The Texas Stars have been the AHL affiliate of the Dallas Stars for five seasons including the one currently in progress.
In their first season of operation, they made it all the way to the Calder Cup final before losing in six games to the Hershey Bears.
The next season was a first round exit in six game to Milwaukee which was followed up by a losing season, where the team failed to make the post season.
It wasn’t just a losing season though as they finished bottom of the West and 29th in the AHL.
For the 2012/13 season, Willie Desjardins was installed as head coach, having been an assistant coach for Dallas the previous year.
Before that, Desjardins had spent the last nine seasons in the WHL with Medicine Hat Tigers.
The impact was immediate as Texas went on to win the Western Conference before losing in the second round to old adversaries the Oklahoma City Barons.
There has no been no sitting on their laurels for Texas, as they became the first team in the AHL this season to claim a playoff spot.
With seven games to play, they have already matched last years points total of 95 and could well pass the magical 100 point mark. After winning their last seven games, you wouldn’t put it past them to do so.
As I’ve seen this season to the detriment of my Toronto Marlies team, Texas are an offensive force to be reckoned with. With 247 goals this year, they are clearly the most potent team in the Western Conference and only Binghamton come close to them in the East.
They have a real mix of players, with older professionals playing the best hockey of their careers, alongside rookies who are playing better than their tender age would suggest.
Travis Morin is a 30 year centreman putting up his best ever numbers in the AHL.
He’s the league leader with 80 points and is just one assist short of fifty for the season.
Colton Sceviour might well be challenging Morin for the points lead if he hadn’t received several call-ups to Dallas, where he is as I write this article.
A 2007 draft pick by Dallas in the fourth round, his 63 points in 54 games is a personal best.
After just a pair of solitary games before this season, seven goals and ten points in nineteen games for Dallas might well mean Texas doesn’t see him again for a while.
Chris Mueller is your archetypical AHL player who hasn’t quite made the NHL grade on a full-time basis. No stranger to putting up big numbers in the American league, the former Nashville Predator is almost at PPG pace through 59 starts.
Mike Hedden is perhaps the opposite of Mueller. Never really looking like hitting the high ranks of the professional game, this 29 year old left winger has improved in his third full AHL season to pass the twenty goal mark and is just two shy of fifty points.
Perhaps the most impressive part of the Texas success this season is the play of their rookies.
Curtis McKenzie is a 2009, round six selection by Dallas.
Spending his NCAA career with Miami University, there were no indications from his numbers that the young man would have success in his rookie season.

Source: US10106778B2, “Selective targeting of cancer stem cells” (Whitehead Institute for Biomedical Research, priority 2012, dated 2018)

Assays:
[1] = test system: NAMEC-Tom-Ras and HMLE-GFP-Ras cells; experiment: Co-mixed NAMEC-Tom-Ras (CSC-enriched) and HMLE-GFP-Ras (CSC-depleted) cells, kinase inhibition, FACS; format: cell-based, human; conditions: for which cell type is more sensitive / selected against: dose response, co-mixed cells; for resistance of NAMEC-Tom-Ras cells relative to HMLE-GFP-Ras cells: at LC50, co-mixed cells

Playing left wing, he’s hit twenty goals and is one shy of sixty points which currently makes him the leading rookie points scorer.
Brett Ritchie will be a name very familiar to those who follow the OHL.
The former Niagara Ice Dog was a second round pick by Dallas in 2011.
Following a forty goal OHL season, Ritchie spent the back end of last season playing for Texas and picked up three goals and an assist in five games.
He’s managed to use that experience as a springboard for this year with over forty points, including seventeen goals.
You could say that between the pipes hasn’t been the Stars strongest forte this season, but they’ve still received steady goaltending.
Cristopher Nilstorp has taken the job in just his second season and currently holds a 24-12-2 record.
The 30 year old has allowed around two and half goals per game (not surprising the way Texas plays) but his save percentage of 0.917 is perhaps a better reflection of his form.
Dallas Stars first round (11th overall) pick from 2010 was supposed to have been challenging Nilstorp heavily for the starting position this season.
Sadly for Jack Campbell, he was injured for around two months at the beginning of the season.
I haven’t had the pleasure of seeing the young man play but his numbers this season, albeit a small sample size, are fantastic. A 10-1-1 record, two shutouts, 1.58GAA and 0.937SV% suggest he is starting to live up to billing that made Dallas select him.
With injuries and call-ups, Texas had to call for the services of rookie Josh Robinson, who has found life tough at his first attempt in the AHL. Still managed to record a split 6-6-0 record despite allowing forty goals in fifteen games, but to his credit has a shutout to his name.
So what of the Stars chances of finally winning the Calder Cup this season?
As good as last year but having watched the West, any team really is capable of beating another.
The final 2-3 playoff places will doubtless not be decided until the last game or so and Texas could well face the Oklahoma City Barons who put paid to their run last year.
Much may well depend on whether the Dallas Stars make the post-season, which is looking incredibly likely, and how much that will have an effect with injuries and call-ups likely.
However, no team with fancy having to take on this offensive powerhouse post April 19th.